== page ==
• 1996 50p diamond finish No die letters coin (PL, UNC)
  • 1996 50p standard finish AA coin (no mirrored-field, circulated)
  • 1996 50p standard finish AA coin from decimal mint set (UNC)
  • 1996 50p (likely) diamond finish AA coin (aUNC)
  • 1996 50p (most likely) diamond finish AA coin (semi-PL, mirrored-field, aUNC)
  • Extra: 1996 50p silver proof coin

1997 Philip McCallen & Nigel Davies
Note
Obverse designer R. Maklouf
Why this one is related to T.T. (but for TTF1), see note in 1996 above.
Echo UK coinage changes in resizing 50p coins in 1997.
NO T.T. logo
Circulating Commemorative issue (AA, 27.30mm in diameter) and commemorative issue (AA, 30.00mm in diameter)

  • 1997 50p standard finish AA coin (30.00mm in diameter)–a real collector coin
  • 1997 50p standard finish AA coin circulated (27.30mm in diameter)
  • 1997 AA standard finish 50p coin uncirculated (27.30mm in diameter)

From 1996 to 1999, the reverse was all about Philip McCallen & Nigel Davies (riders of the Formula One TT, TTF1). Also, during the period of 1996 to 1999, the Formula One T.T. theme 50ps coins were issued as circulating coins on the island. But all circulating coins were in a circle of 4-year window (see Viking Boats 50p part). Mintage figures assumed were around 6,000 coins (or less) each year. The one of the riders on reverse, Philip McCallen, became the first-and only-rider to win FOUR races in one week in 1996 T.T.–the Formula One T.T., Junior T.T., Production T.T. and Senior T.T. and almost made it for five races in Lightweight T.T.. His name was in the T.T. history book in 1996 as well. Motor machine maker was HONDA.

Part II
Information beyond this point, they are all about T.T. 50p smaller-sized coins and T.T. related coins after/(within) the period of 1997. In other words, the diameter of all 50p coins in 1997 afterwards is 27.30mm & 8.00g in weight. All diamond finish coins may come cross in this chapter. But it will be around the corner somewhere in this chapter.

If you are keen to collect IOM 50p coins, the themes on IOM 50ps circulating area coins you may have noticed are as follows:

  • 1971 to 1987 “Viking Boats/Long Boats” were struck (by the Royal Mint in 1971, the rest started from 1972 onwards to 03/2017 by the Pobjoy Mint) on 50p coins, regular issue coinage;
  • And, 1988 to 1995 “Computer Technology, PC” on 50p coins, regular issue coinage;
  • Moreover, 1996 to 1999 “Philip McCallen”, regular issue coinage;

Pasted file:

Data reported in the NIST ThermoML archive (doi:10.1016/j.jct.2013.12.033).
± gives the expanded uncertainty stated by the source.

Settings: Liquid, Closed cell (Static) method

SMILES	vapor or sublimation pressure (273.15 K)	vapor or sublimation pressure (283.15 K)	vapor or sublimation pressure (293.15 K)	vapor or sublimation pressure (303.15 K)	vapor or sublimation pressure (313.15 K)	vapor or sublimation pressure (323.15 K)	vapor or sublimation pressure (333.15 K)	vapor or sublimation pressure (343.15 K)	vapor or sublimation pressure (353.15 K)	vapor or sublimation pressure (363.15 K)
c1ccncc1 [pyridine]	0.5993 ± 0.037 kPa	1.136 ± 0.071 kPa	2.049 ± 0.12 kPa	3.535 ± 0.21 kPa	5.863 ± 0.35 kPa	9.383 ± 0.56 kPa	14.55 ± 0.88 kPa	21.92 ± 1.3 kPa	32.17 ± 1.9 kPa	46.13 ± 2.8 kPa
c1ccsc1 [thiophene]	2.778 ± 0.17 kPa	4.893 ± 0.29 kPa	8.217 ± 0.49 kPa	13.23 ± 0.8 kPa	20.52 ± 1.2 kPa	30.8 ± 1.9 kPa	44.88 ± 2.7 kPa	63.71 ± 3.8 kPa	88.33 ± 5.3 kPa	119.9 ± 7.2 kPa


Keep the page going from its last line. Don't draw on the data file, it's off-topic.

• And then, 2000 to 2003 “Pre-Norse Carved Cross”, regular issue coinage;
  • Last 2004 to Present “Milner’s Tower”, regular issue coinage.
  • Since 04/2017, the Tower Mint was pointed as IOM solo minter over the Pobjoy Mint.

All above stated coinages were regular issue coins and no any time gap(s) created and overlapped among 50p coin themes from 1971 to 2003 and even 1972/73/74 50ps. Note the 1972s, 1973s and 1974s were minted in 1975 for the purpose of continuity (i.e., 1972-1973-1974-1975 BU grade, 1971-1972-1973-1974 Proof grade by then). Obviously, this logic it is strongly connected before and after. Considering public information gathered, it tells us that all the 50p coins were followed by one simple rule “consistency” in time order Year by Year. However, ONLY the 1997 large-sized Philip McCallen 50p coin was overlapped between two different sizes in diameter but has the same reverse in IOM decimalisation system. It is more likely to commemorate and distinguish pre-1997 & post-1997 decimal eras on the island. Ahh, yes! It has one single commemorative 50p coin made in 1994, the Legislative Building. Moreover, the Xmas theme was started from 1980 till 2016. But this bit belongs to Xmas commemorative coin part. Dont forget to check that out! We will not reveal any info this chapter.

1998 & 1999, Philip McCallen & Nigel Davies
Note
Obverse designers I. Rank-Broadley (except R. Maklouf (1997) )
Why this one is related to T.T. (for TTF1), see note in 1996 above.
NO TT logo noted.
Currency coin (AA) and Circulating commemorative issue

  • 1998 50p standard finish AA coin
  • 1999 50p standard finish AA coin

1999 “Commemorative” coin, Yes or No??!!
In 1949, Isle of Man T.T. races became part of FIM Road Racing World Championship. In 1999, Isle of Man T.T. races celebrates its 50th anniversary and commemorates rider Robert “Les” Graham riding with 500cc AJS “Porcupine”. Whether this coin is a commemorative coin or not, it seems to people that it is not easy to answer it. If you consider a fact that regular issue coinage is in place alongside 1999 50p ones, so this type of 50p coin is a commemorative coin automatically, a very rare commemorative coin.

1999 “T.T.-related Commemorative” 50p coin
Note
Obverse designers I. Rank-Broadley (IRB)
NO T.T. logo
IOM T.T. races became part of FIM ROAD RACING WORLD CHAMPIONSHIP GRAND PRIX held since 1949 in the Isle of Man (the 50th Anni.)